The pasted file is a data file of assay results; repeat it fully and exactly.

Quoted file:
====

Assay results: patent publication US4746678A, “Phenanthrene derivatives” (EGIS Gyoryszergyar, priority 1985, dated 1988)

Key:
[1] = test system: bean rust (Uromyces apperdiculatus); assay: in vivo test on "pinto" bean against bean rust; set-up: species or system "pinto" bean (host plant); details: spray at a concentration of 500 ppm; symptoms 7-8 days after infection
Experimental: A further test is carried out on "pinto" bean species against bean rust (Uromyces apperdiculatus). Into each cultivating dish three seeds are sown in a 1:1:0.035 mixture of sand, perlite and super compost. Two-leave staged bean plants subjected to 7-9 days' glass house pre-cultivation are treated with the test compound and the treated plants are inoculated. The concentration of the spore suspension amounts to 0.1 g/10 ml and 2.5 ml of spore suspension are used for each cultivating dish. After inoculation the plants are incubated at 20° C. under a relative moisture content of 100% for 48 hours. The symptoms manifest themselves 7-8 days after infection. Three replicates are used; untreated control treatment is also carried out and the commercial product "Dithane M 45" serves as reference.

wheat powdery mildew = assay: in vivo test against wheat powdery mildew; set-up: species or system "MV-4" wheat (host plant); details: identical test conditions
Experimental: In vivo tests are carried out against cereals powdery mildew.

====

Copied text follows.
Assay results: patent publication US4746678A, “Phenanthrene derivatives” (EGIS Gyoryszergyar, priority 1985, dated 1988)

Key:
[1] = test system: bean rust (Uromyces apperdiculatus); assay: in vivo test on "pinto" bean against bean rust; set-up: species or system "pinto" bean (host plant); details: spray at a concentration of 500 ppm; symptoms 7-8 days after infection
Experimental: A further test is carried out on "pinto" bean species against bean rust (Uromyces apperdiculatus). Into each cultivating dish three seeds are sown in a 1:1:0.035 mixture of sand, perlite and super compost. Two-leave staged bean plants subjected to 7-9 days' glass house pre-cultivation are treated with the test compound and the treated plants are inoculated. The concentration of the spore suspension amounts to 0.1 g/10 ml and 2.5 ml of spore suspension are used for each cultivating dish. After inoculation the plants are incubated at 20° C. under a relative moisture content of 100% for 48 hours. The symptoms manifest themselves 7-8 days after infection. Three replicates are used; untreated control treatment is also carried out and the commercial product "Dithane M 45" serves as reference.

wheat powdery mildew = assay: in vivo test against wheat powdery mildew; set-up: species or system "MV-4" wheat (host plant); details: identical test conditions
Experimental: In vivo tests are carried out against cereals powdery mildew.